Tyler Gregory Okonma, better known as Tyler, The Creator, returned to the stage back and better than ever for his much anticipated “Flower Boy 2018 Tour.” Tyler, a 27-year old American rapper known for his blasphemous lyrics and shocking humor teamed up with opener Vince Staples to kick off the 23-show tour on January 26, 2018, at the PNE Forum in Vancouver and concluded at the Eagles Ballroom in Milwaukee in March 2018.
On April 11, 2018, Tyler made a pit stop at the Shrine Auditorium in Los Angeles with opener Rex Orange County, the British indie pop recording artist featured on Tyler’s song, “Boredom”. The following week, Tyler and tour set designer Tim Brown would present an even bigger custom set for two shows during both weekends of Coachella Music Festival 2018.
This tour follows the success of Tyler’s fourth and self-produced album, Flower Boy, released in July 2017, incorporating various artists featuring A$AP Rocky, Frank Ocean, Anna of the North, Lil Wayne, Kali Uchis and more. Flower Boy peaked at No.2 on Billboard 200 in August 2017, spent 35 weeks on the chart and was nominated for Best Rap Album at the 60th Annual Grammy Awards.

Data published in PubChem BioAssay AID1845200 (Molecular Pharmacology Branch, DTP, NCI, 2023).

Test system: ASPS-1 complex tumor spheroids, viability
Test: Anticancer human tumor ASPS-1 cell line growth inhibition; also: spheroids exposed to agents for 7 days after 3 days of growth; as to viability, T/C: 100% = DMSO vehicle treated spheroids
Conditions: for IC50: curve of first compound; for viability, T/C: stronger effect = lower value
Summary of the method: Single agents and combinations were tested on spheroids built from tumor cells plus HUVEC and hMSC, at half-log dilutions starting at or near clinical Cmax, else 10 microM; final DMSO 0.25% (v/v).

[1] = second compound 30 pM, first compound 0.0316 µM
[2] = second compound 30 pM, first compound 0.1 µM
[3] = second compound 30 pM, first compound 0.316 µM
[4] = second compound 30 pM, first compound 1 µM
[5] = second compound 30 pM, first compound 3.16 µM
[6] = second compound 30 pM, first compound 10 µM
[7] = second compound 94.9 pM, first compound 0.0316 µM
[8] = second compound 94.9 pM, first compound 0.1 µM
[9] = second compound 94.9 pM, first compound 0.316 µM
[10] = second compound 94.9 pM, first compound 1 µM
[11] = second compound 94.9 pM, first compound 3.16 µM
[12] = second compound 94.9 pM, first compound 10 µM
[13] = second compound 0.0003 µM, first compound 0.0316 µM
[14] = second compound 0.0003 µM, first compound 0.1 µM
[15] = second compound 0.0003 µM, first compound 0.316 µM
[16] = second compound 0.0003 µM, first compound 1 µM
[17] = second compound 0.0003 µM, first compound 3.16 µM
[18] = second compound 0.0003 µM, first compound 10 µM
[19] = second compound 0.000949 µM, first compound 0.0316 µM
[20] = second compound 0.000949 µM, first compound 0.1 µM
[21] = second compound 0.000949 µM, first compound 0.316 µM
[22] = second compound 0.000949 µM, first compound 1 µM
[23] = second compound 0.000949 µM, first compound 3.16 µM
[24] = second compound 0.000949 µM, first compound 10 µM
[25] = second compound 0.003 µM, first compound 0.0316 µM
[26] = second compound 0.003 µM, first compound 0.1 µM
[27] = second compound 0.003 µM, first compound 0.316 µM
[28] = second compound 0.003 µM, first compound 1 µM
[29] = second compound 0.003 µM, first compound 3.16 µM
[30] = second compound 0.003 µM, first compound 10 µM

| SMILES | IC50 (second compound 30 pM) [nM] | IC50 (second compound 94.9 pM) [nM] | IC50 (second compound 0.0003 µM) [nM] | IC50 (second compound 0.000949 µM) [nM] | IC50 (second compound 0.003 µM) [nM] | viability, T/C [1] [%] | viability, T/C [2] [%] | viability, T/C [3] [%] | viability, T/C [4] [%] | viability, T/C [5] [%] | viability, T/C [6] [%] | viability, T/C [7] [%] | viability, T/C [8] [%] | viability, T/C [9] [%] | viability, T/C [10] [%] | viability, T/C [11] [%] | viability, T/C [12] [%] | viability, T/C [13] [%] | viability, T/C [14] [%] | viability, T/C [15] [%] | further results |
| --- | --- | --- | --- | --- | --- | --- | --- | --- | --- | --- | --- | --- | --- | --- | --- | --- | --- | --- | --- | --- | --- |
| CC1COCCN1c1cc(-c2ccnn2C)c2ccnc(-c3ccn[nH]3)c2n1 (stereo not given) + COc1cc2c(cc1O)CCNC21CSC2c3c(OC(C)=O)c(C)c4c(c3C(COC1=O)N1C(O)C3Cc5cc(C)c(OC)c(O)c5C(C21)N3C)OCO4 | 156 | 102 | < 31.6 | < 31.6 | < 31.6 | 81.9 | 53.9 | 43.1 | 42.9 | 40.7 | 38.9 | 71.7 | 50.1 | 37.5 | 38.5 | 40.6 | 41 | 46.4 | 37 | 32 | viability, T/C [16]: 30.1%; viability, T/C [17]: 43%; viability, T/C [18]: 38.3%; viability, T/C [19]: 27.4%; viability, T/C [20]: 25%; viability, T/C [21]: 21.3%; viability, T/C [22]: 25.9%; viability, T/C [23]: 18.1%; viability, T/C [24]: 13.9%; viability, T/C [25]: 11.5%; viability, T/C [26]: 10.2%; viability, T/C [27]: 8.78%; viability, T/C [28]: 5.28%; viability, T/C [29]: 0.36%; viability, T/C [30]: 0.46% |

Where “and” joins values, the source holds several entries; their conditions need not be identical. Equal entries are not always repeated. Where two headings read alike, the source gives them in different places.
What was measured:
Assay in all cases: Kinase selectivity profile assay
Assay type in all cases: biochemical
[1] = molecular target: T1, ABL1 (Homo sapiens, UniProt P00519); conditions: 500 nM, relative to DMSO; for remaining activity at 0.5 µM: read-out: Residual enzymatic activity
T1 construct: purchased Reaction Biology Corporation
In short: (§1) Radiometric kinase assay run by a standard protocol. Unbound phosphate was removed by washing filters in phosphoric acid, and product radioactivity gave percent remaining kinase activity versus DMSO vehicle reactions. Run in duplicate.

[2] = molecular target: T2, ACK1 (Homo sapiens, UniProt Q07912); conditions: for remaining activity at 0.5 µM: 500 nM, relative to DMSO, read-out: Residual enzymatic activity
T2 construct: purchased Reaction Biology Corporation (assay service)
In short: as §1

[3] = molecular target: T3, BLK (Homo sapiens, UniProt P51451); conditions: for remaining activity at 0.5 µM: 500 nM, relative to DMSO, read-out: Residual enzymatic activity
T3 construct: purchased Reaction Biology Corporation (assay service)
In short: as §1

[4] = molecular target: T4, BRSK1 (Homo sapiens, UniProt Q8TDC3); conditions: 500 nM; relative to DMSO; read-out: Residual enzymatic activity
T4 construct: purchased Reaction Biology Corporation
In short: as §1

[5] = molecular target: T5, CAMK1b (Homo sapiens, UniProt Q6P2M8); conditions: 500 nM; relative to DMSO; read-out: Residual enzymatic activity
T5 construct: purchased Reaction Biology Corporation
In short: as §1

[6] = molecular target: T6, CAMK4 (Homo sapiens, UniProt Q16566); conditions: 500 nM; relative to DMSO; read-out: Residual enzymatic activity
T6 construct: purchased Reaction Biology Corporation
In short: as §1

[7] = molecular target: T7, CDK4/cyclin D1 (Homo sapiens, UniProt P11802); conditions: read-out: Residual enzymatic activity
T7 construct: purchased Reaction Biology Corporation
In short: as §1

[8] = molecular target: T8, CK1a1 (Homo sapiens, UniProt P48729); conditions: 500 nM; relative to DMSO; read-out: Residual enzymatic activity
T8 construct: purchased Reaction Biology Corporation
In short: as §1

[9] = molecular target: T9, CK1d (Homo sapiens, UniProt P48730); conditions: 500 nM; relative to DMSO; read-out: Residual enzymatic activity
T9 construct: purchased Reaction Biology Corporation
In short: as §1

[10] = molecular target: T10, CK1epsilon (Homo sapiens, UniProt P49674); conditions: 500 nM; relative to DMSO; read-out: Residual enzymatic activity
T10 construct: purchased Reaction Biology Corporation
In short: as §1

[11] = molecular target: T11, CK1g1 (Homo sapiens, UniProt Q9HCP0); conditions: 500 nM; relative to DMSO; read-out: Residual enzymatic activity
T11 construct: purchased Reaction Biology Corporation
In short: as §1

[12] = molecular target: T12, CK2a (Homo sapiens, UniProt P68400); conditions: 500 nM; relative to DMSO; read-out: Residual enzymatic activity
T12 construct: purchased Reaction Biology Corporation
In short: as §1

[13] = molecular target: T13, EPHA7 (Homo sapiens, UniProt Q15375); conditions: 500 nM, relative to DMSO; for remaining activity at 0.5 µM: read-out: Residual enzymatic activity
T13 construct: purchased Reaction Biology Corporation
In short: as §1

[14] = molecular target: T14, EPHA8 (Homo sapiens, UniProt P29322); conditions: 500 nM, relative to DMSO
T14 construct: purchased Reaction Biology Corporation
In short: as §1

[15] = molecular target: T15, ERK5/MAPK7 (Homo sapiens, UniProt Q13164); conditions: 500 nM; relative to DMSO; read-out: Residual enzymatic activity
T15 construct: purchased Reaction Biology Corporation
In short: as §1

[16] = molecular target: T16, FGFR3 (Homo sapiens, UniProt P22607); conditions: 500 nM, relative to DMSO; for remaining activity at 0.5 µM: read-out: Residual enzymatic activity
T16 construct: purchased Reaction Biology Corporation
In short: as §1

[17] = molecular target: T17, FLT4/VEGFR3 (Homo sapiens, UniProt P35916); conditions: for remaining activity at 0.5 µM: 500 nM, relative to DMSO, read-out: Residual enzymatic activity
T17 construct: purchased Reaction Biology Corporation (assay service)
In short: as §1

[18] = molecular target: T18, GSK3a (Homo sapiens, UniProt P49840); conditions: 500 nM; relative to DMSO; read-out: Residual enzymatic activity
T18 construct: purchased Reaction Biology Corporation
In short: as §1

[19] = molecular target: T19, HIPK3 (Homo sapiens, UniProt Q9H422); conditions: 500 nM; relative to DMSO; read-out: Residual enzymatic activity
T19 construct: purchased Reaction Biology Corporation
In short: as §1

The “Flower Boy 2018 Tour” would experience similar success. Tyler sold more than 5,000 tickets per show, Pollstar reported. In addition, he sold out the James L. Knight Center in Miami on February 12 and The Anthem in Washington D.C. on February 25.
Brown’s stunning set design captivated Tyler’s exuberant fans in a cartoon-like forest filled with trees, leaves and flower-shaped light projections created by lighting designer Max McDougall. Day-one fans were exceedingly satisfied with his set combining performances of his older music from both Wolf (2013) and even Goblin (2011).
When Tyler’s vision was ready for building and it would then take Gallagher Staging & Productions just seven days to bring it to life.
The forest boasted four custom 30′ foam sculpted trees, a custom up-stage ramp with grass turf and one 20′ custom tree bridge also covered with grass turf, fabricated for Tyler to walk and perform on.
Gallagher built the up-stage ramp with our custom aluminum decking system. In addition, we built the custom set with the ability to break down into 10′ sections, allowing easy packaging and size reduction for smaller venues on tour.
Rick Ortega of Gallagher Staging & Productions was responsible for overseeing the assembly of the staging and scenery components for this tour. Ortega began his career in touring by freelancing in 2011 and has since worked on tours with New Kids on the Block, Backstreet Boys, Avenged Sevenfold, Fall Out Boy and more.
Finding A Rhythm
In preparation for a tour involving large set pieces broken down for travel, envisioning the game plan began during the building process. Ortega examined the foam-sculpted trees at each phase in our manufacturing warehouse to get an idea of how the next few months would play out. With safety as the number one priority, Ortega with the help of the Gallagher team would figure out the best way to get the pieces set up in an orderly fashion.